Getting introspective with Nintendo’s best music, Part 1: The Legend of Zelda

zelda music

Music is an essential part of the gaming experience. The right track can set a tone and elevate climactic moments, enhancing the game and creating memories that stick with you long after the credits. Powerful music stirs emotions and creates nostalgia for our favorite gaming moments. Nintendo is well versed in creating iconic soundtracks for its biggest franchises, and the games just wouldn’t be the same without them. Gamer or not, almost any human on Earth could recognize music from Super Mario Bros. So, what makes Nintendo’s music so special? Whether it’s the stories behind their creation, evolution over time, or what they did to define the franchise, there are endless reasons to appreciate these soundtracks and their varied music, starting off with The Legend of Zelda.

The Legend of Zelda’s soundtrack is timeless and magical

While not as instantly recognizable as Super Mario music, it’s fair to say that music from the Zelda series is also famous and is referenced in pop culture from time to time. Zelda has had iconic themes since its first outing, and that’s because legendary composer Koji Kondo was at the helm of both it and Super Mario. Zelda music is many things to many players. For me, it’s the sense of adventure in the overworld themes and how those contrast with the creepier dungeon music, as well as the environmental storytelling from each area’s unique themes. Quiet and comforting piano notes were a perfect way to introduce players to the title screen of The Legend of Zelda: Ocarina of Time. At the same time, the unforgettable guitar strings of Gerudo Valley felt like an exciting and different culture altogether, while Great Fairy Fountain’s delicate strings are timelessly beautiful.

Andrew Schartmann, an expert on musical theory, described the series music as atmospheric and a wholly unique mix of genres such as Hollywood fantasy, Gregorian chant, 20th century classical, rustic folk, and more. This eclectic mix of styles explains how each zone in a Zelda game has such different music from the last, and that may have been borne out of the limitations of early Nintendo hardware. Constrained by the limited memory capacity of the NES and SNES, Koji Kondo still managed to make varied soundtracks by creatively playing segments of songs in different orders and lengths. Kondo brought his all to the series from the beginning, composing the main title music for the original game in a single night after the team discovered that they couldn’t use the song they had planned to, Ravel’s Bolero, due to copyright reasons.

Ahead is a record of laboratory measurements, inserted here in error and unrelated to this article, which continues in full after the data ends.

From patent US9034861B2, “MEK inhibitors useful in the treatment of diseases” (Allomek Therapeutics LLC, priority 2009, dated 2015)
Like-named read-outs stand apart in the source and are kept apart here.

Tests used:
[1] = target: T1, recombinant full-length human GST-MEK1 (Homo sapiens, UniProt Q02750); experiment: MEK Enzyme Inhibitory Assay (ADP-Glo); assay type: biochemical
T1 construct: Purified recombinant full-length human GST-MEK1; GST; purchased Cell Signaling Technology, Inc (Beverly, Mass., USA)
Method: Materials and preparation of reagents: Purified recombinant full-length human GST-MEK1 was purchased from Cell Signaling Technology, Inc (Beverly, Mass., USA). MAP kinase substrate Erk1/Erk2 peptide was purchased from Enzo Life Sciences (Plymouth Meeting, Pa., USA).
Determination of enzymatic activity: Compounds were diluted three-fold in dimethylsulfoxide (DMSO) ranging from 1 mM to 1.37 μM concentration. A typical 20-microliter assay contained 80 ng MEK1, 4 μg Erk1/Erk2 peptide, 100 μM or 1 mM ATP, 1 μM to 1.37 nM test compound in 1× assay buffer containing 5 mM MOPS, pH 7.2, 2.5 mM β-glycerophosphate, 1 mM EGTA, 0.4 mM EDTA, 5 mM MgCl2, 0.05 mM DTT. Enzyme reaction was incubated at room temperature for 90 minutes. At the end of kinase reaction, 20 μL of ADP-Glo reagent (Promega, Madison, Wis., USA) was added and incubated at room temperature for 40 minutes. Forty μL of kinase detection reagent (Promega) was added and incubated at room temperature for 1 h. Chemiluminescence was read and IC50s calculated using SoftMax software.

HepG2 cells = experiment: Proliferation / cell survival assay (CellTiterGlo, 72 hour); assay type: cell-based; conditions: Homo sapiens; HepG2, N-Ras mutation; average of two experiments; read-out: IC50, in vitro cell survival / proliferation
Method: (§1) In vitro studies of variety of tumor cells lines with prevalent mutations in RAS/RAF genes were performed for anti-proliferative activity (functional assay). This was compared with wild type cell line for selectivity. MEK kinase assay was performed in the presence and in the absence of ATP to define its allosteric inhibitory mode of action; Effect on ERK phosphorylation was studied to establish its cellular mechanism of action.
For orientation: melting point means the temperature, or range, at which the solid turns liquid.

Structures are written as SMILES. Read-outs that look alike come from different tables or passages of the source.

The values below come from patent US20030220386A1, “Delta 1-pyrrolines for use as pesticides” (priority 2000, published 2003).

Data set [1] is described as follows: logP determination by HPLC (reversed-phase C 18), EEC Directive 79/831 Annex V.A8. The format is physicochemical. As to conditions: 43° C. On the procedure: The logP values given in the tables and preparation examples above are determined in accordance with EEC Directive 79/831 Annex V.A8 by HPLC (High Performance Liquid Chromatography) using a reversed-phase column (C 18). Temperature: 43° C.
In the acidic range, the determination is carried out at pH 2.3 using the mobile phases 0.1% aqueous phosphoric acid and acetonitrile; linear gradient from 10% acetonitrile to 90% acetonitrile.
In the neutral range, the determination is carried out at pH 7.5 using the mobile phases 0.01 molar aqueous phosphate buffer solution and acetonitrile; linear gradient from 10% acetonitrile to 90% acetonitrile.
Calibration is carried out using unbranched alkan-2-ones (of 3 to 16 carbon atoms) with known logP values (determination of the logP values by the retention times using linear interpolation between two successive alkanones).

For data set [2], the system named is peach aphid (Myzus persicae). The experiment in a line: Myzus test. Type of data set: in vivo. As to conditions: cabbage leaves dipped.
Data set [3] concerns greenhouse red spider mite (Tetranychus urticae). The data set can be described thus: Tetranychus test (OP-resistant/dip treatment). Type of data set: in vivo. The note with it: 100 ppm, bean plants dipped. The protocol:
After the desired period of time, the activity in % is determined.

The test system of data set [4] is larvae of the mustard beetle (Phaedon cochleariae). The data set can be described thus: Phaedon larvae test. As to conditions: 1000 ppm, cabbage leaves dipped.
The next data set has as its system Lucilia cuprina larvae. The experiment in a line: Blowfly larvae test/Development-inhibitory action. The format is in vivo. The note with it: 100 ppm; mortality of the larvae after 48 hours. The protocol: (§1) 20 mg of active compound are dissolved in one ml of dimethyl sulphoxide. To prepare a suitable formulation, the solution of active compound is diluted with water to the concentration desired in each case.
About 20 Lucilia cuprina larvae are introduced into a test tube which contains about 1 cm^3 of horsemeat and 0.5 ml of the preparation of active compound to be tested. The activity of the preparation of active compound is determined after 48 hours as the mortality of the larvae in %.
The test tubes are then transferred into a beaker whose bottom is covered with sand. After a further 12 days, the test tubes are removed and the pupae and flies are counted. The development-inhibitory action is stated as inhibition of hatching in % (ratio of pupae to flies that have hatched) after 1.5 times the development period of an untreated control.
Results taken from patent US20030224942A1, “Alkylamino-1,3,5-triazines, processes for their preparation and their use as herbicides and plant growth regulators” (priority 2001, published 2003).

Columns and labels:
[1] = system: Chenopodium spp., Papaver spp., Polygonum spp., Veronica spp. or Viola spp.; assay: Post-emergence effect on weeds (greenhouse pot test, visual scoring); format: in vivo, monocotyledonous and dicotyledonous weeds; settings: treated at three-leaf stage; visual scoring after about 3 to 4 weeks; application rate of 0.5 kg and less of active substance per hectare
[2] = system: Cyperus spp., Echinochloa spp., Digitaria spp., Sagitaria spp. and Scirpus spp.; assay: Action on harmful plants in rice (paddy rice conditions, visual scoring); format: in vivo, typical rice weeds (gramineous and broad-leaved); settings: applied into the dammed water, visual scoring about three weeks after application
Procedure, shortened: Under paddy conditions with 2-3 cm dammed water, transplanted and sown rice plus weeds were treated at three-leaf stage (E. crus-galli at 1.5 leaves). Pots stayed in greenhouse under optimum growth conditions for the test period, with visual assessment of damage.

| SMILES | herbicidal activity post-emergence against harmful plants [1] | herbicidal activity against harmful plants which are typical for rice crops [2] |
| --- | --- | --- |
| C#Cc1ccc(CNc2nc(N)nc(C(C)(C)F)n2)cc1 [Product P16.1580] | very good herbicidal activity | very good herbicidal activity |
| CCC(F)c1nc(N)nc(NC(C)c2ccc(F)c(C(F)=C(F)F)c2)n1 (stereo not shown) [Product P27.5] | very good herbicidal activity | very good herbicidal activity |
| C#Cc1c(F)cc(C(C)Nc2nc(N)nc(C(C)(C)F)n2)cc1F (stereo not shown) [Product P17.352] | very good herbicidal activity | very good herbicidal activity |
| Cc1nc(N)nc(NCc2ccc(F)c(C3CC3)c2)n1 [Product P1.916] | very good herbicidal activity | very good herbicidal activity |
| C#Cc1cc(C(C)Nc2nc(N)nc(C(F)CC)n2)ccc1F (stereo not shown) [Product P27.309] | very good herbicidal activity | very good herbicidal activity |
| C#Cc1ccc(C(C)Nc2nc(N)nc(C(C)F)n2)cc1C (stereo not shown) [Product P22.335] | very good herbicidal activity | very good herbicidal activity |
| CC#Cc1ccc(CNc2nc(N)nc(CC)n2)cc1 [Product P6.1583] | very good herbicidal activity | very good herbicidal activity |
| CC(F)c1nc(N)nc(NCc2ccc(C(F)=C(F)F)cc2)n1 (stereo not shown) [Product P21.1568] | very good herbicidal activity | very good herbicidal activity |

Koji Kondo’s work set the foundations for future composers on the franchise and how experimental they could be, from the creepier yet varied tunes of The Legend of Zelda: Majora’s Mask he created alongside Toru Minegishi, to the ambient and serene sounds of The Legend of Zelda: Breath of the Wild. Classic tracks such as “Zelda’s Lullaby” from The Legend of Zelda: A Link to the Past, “Song of Storms” from Ocarina of Time, and “Dragon Roost Island” from The Legend of Zelda: The Wind Waker all appear multiple times throughout the series. For example, a beautiful orchestral remix of “Dragon Roost Island” can be heard in Rito Village in Breath of the Wild, and “Zelda’s Lullaby” is audible when “Ballad of the Goddess” from The Legend of Zelda: Skyward Sword is played in reverse.

Zelda’s music also takes inspiration from familiar and unexpected places. The Kakariko Village theme in A Link to the Past was inspired by Kiki’s Delivery Service from Studio Ghibli. Ocarina of Time’s title theme is based on the Warp Whistle from Super Mario Bros. 3, and the Great Fairy Fountain track bears resemblances to the Water Land theme also from Super Mario Bros. 3.

It’s clear that music has a huge role to play in the series, and what elevates it beyond just being great set dressing is how crucial it is to the games themselves. Zelda‘s music isn’t just there to fill empty spaces, but oftentimes it’s a core element of the narrative and gameplay. The Ocarina in Ocarina of Time, the Goddess’s Harp from Skyward Sword, and the Wind Waker from The Wind Waker serve as mechanics to access new areas, solve puzzles, alter the environment, fast travel, and much more. Story-essential tasks like traversing time with the ocarina or collecting instruments for the Wind Fish in The Legend of Zelda: Link’s Awakening ensure that Zelda’s music is a definitive and unforgettable component of the series.

What makes The Legend of Zelda’s music special to you?

Chirag Pattni
Psychologist and long time gamer. Has a love-hate relationship with technology and enjoys all things Japanese.